Mingyur, Yongey, 7th
As the head of the Tergar Meditation Community, Mingyur Rinpoche supports groups of students in more than thirty countries, leading workshops around the world for new and returning students every year. Learn more at https://tergar.org/
Mingyur Rinpoche was born in Nepal in 1975, the youngest of four brothers. His mother is Sönam Chödrön, a descendant of the two Tibetan kings Songtsen Gampo and Trisong Deutsen. His brothers are Chokyi Nyima Rinpoche, Tsikey Chokling Rinpoche, and Tsoknyi Rinpoche, and his nephews are Phakchok Rinpoche and the reincarnation of Dilgo Khyentse Rinpoche, known popularly as Khyentse Yangsi Rinpoche. From the age of nine, his father, Tulku Urgyen Rinpoche, taught him meditation, passing on to him the most essential instructions of the Dzogchen and Mahamudra traditions.
At the age of eleven, Mingyur Rinpoche began studies at Sherab Ling Monastery in northern India, the seat of Tai Situ Rinpoche. Two years later, Mingyur Rinpoche began a traditional three-year retreat at Sherab Ling. At age twenty, Mingyur Rinpoche became the functioning abbot of Sherab Ling. At twenty-three, he received full monastic ordination. During this time, Mingyur Rinpoche received important Dzogchen transmissions from Nyoshul Khen Rinpoche. At the age of nineteen, he enrolled at Dzongsar Institute, where, under the tutelage of the renowned Khenpo Kunga Wangchuk, he studied the primary topics of the Buddhist academic tradition, including Middle Way philosophy and Buddhist logic.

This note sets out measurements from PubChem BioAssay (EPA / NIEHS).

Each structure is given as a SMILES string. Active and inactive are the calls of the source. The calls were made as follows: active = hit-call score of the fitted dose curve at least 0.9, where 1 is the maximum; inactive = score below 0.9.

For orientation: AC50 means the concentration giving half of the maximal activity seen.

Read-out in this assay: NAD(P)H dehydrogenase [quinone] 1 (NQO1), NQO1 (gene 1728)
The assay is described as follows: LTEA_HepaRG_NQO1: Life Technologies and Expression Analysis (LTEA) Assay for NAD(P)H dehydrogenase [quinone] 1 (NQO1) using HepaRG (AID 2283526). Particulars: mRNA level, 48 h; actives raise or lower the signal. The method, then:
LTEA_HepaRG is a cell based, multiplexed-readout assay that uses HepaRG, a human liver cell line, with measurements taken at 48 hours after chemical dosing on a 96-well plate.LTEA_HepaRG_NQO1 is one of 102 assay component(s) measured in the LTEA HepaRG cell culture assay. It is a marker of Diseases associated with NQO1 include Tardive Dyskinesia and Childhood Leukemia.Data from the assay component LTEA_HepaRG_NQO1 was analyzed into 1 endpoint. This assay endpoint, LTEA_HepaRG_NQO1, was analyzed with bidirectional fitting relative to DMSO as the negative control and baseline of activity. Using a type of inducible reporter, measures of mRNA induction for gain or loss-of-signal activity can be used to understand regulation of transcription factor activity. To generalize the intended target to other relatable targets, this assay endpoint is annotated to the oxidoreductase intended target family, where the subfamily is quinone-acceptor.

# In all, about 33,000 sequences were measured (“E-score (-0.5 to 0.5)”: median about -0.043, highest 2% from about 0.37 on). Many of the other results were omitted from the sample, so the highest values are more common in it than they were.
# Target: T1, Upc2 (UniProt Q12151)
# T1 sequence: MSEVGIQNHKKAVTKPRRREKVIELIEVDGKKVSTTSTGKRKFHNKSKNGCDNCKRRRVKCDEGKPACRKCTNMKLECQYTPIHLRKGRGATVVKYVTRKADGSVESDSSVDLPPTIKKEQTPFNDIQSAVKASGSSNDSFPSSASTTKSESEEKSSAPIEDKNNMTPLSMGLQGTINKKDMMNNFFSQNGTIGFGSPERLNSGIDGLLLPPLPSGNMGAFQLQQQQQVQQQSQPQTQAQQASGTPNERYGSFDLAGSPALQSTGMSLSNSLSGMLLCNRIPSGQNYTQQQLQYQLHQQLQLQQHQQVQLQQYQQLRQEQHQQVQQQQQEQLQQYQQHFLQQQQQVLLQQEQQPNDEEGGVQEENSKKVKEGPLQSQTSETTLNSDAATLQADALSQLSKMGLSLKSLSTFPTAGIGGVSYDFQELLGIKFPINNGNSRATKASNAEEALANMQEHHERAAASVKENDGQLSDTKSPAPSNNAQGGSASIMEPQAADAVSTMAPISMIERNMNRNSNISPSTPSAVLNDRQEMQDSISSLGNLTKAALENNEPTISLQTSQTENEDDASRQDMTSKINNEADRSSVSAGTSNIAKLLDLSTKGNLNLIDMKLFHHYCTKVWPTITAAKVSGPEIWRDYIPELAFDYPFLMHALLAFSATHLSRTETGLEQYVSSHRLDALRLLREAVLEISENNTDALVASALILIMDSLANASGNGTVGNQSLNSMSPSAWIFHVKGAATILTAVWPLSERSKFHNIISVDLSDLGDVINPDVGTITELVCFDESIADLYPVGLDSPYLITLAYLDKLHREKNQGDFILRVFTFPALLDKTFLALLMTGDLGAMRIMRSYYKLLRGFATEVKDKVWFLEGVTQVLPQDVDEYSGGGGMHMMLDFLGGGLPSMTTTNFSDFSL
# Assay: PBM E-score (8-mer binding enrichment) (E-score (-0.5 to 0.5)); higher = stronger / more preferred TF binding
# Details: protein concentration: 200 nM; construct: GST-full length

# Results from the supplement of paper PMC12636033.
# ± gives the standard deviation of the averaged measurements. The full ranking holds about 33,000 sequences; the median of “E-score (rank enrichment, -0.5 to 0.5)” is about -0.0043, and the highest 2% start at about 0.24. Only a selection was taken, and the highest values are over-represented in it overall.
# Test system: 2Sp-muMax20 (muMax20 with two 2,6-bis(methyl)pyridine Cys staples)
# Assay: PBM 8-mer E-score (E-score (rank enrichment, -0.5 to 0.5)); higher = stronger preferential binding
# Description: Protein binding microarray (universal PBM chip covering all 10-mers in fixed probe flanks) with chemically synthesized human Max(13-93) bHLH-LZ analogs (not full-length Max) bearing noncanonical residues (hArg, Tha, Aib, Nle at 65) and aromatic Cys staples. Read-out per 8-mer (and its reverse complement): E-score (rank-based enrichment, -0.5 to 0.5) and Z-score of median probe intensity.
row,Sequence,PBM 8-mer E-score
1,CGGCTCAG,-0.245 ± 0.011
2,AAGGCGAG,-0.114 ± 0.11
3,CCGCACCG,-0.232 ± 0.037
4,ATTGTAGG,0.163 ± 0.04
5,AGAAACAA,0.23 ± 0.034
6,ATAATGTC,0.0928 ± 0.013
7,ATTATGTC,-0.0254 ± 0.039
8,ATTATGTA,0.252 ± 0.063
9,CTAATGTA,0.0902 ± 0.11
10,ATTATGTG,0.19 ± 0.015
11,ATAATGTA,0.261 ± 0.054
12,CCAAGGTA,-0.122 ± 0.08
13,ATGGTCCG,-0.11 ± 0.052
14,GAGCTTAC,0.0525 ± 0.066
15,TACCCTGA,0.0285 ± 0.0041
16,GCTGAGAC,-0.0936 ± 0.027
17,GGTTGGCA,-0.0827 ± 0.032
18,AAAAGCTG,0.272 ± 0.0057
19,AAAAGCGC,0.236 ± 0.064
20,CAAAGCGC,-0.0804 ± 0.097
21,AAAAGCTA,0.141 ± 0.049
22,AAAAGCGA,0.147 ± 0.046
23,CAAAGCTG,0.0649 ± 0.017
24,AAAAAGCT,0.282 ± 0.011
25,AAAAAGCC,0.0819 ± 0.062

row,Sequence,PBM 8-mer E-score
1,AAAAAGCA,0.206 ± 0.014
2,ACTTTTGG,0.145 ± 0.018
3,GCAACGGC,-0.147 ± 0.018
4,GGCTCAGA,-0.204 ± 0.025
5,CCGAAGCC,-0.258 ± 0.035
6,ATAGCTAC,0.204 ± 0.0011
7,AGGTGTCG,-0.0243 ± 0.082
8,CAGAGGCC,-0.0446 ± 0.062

In 2007, Mingyur Rinpoche completed the construction of Tergar Monastery in Bodhgaya, India, which will serve large numbers of people attending Buddhist events at this sacred pilgrimage site, serve as an annual site for month-long Karma Kagyu scholastic debates, and serve as an international study institute for the Sangha and laity. The institute will also have a medical clinic for local people.
Mingyur Rinpoche has overseen the Kathmandu Tergar Osel Ling Monastery, founded by his father, since 2010. He also opened a shedra (monastic college) at the monastery.
In June 2011, Mingyur Rinpoche left his monastery in Bodhgaya to begin a period of extended retreat. Rinpoche left in the middle of the night, taking nothing with him, but leaving a farewell letter. He spent four years as a wandering yogi... After continuing with his retreat for four years, he later returned to his position as abbot. (Source Accessed June 27, 2022)
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- Tergar Meditation Community · workplace affiliation
- https://tergar.org/ · websites